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Aussie Meat Trends

Sweet & Spicy

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Let your taste buds fall in love this Valentine's Day with a delicious lamb dinner. Our sweet and spicy recipes will have you cancelling those dinner reservations, and instead whipping up a home-cooked meal for two.

For a sweet treat, try this recipe for baked Australian lamb racks with honey. It's a true crowd-pleaser, and pairs well with many sides.

Feeling more spicy? Our lamb cooked with chipotle and spices will definitely heat things up.

Satisfy both cravings with this recipe for sweet and spicy Australian lamb leg. Either way you can't go wrong with all natural, pasture-fed Aussie lamb.

Sustainable ≠ Local

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Some of the nation’s top foodservice programs on college campuses, one of the industry’s pioneering segments for sustainability initiatives, are starting to rewrite the equation where sustainable = local. Led by Stanford University’s Residential and Dining Enterprises and UMASS Amherst, these schools are measuring environmental impact and sustainable sourcing in more than food miles. Here’s a recent article about the program at UMASS – more will be coming out soon about the dynamic program at Stanford.

Featured Chef: Miles Vaden

(Featured Chef) Permanent link
Miles VadenIn this month’s edition of the Meat Mail, we talk to Executive Chef Miles Vaden of DC Coast. Miles recently took home first prize in a menu contest during DC restaurant week for his Braised Lamb Schwarma with Black Tahini, Pomegranate Tzatziki, Mint Chermoula, and Pickled Beets on Grilled Lavash. Chef Miles will now go to the Aspen Food & Wine Festival as Aussie Lamb’s honoured chef!

We asked the Chef about the inspiration for the dish, and he told us he was looking to create something with lamb for the lunch menu and knew he wanted to use the shank. “Especially when the weather’s cold, a slow-cooked, braised meat is hard to beat,” said Miles. As he is often found on his days off in one of the many excellent authentic Eastern Mediterranean restaurants the DC-area is blessed with, schwarma was a natural choice. Chef Miles’ dish takes all of the traditional elements of a classic schwarma and gives them his own creative and often colourful touch. Thus tahini became a housemade black sesame tahini, tzatziki got a lift of color and flavour pop from pomegranate seeds, fresh herb notes come from a mint chermoula, and pickled beets add acidity and vibrant color. “I love colors on the plate, and as a chef I try to match the color with a flavorful purpose,” explains Chef Miles. “The pomegranate seeds and pickled beets both do that, and they keep the dish from getting one-dimensional. Every bite will be a little different than the last.” All of those elements work to complement the main attraction, which is of course the braised Aussie lamb shanks, which bring plenty of flavour of their own to the plate. For full cross-utilization, DC Coast is also featuring a dinner version of the shank with cauliflower couscous and crispy chick peas.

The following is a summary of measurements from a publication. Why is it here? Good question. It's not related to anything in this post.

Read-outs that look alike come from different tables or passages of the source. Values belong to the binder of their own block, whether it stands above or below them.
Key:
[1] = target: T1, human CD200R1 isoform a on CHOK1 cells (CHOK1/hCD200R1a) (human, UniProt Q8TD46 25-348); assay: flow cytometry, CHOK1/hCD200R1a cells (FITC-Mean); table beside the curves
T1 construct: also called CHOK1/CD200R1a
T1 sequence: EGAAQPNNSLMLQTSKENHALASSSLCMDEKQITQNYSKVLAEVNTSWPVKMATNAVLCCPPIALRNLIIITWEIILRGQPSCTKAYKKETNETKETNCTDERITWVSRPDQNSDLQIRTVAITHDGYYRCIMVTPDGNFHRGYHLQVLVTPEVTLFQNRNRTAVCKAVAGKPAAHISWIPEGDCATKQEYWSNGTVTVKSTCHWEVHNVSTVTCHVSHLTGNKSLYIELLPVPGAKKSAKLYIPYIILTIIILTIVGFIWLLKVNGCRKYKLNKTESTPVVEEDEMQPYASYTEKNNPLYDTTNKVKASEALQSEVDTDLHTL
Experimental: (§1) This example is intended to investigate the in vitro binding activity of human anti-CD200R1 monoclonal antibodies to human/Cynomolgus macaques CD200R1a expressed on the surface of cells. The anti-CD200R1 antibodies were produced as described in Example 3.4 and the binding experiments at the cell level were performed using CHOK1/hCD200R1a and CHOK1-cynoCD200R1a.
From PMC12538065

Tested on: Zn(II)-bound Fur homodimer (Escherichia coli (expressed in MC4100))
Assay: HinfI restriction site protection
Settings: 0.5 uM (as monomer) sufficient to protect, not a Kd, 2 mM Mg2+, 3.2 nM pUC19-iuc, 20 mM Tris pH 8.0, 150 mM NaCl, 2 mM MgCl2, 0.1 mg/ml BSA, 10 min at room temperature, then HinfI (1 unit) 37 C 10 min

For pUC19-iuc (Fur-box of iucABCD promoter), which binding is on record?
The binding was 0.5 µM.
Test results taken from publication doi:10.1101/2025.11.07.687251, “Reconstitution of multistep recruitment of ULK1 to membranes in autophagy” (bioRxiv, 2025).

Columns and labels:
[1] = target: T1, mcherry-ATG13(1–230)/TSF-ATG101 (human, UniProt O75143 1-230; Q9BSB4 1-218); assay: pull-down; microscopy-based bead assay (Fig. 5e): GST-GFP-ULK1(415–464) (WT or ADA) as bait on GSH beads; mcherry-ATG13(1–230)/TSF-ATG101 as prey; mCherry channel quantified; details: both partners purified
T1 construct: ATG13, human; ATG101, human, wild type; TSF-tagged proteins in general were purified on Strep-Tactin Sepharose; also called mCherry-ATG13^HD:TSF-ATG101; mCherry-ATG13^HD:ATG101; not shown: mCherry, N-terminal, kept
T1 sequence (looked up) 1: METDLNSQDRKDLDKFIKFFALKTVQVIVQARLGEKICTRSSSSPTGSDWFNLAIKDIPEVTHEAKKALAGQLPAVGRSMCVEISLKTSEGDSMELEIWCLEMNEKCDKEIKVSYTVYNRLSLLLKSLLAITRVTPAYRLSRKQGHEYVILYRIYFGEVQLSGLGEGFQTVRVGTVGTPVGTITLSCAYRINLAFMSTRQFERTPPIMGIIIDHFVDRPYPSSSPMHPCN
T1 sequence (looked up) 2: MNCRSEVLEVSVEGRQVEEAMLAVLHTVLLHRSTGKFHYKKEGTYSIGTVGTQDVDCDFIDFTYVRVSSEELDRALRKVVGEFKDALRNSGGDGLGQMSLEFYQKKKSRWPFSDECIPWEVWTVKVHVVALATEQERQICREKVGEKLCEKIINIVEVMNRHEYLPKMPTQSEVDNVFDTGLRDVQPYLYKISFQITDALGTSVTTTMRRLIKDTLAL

When we asked Chef what he liked best about working with Australian Lamb, he said “The flavor first of all is so mild, sweet and clean; it’s not at all the gamey, heavy flavor that a lot of Americans might remember from their childhood. When I learned that Aussie lamb is so well raised and taken care of – grass-fed, hormone-free and humanely treated – it was an even better match for what I want to serve my guests.”

And for a final word from Chef Miles, echoing what we’ve heard a lot from chefs and trend researchers alike recently - “Consumers are slowly changing their minds about lamb – it’s not just racks at fine-dining places anymore. People are really warming up to it, especially when it’s done in a Mediterranean flavor profile.”

We Gaúcho Your Lamb

(Meat Masterclass) Permanent link

We recently caught up with Chef Evandro Caregnato of Texas de Brazil, a Churrascaria chain based in Dallas, TX. Chef Evandro’s “Gaúcho-style Lamb Shoulder” with Australian Lamb was served at a recent media event in Dallas to great acclaim.

AL: Tell me about the “Gaúcho-Style Lamb Shoulder” - you made it for us at the event in Dallas last year, and it was a huge hit. What was the inspiration?

EC: This dish is very typical of southern Brazilian cooking. There is a long history of Italian immigration to that part of the country, including my family back in the late 1800s. Italian families came to help settle the country, farm and ranch, and they brought their culinary traditions with them. [gaúcho means cowboy in Portuguese] As a result, you find foods like polenta a lot in south Brazil. It’s like mashed potatoes for Brazilians…at least in the south.

Lamb is typically cooked in long and slow braises in Brazil. The garlic and aromatic herbs like sage and rosemary are quite common, and echo what the lambs would graze on. You want to taste the natural lamb flavor, so it’s a pretty simple dish - hit it with a quick sear, braise with wine, garlic and herbs and tomatoes, and serve over the soft polenta. It’s delicious.

AL: Last year you had a very successful promotion for Aussie Lamb at Texas de Brazil. What have you noticed about Americans’ preferences for lamb?

EC: I think it helps that with our churrascaria concept, you pay a flat price and can try any variety of meat you want. If you’re at a traditional steakhouse, it can be hard to try something new and commit to a full entrée of something less familiar like lamb. At Texas de Brazil, all of that pressure is gone, and we get comments all the time from guests who tell us “It’s been so long since I had lamb” or “I didn’t think I liked lamb.” We had one guest eat 52 Aussie lamb chops in a single sitting! I don’t recommend that, but it shows you how far lamb fans will go once they have a good product prepared the right way.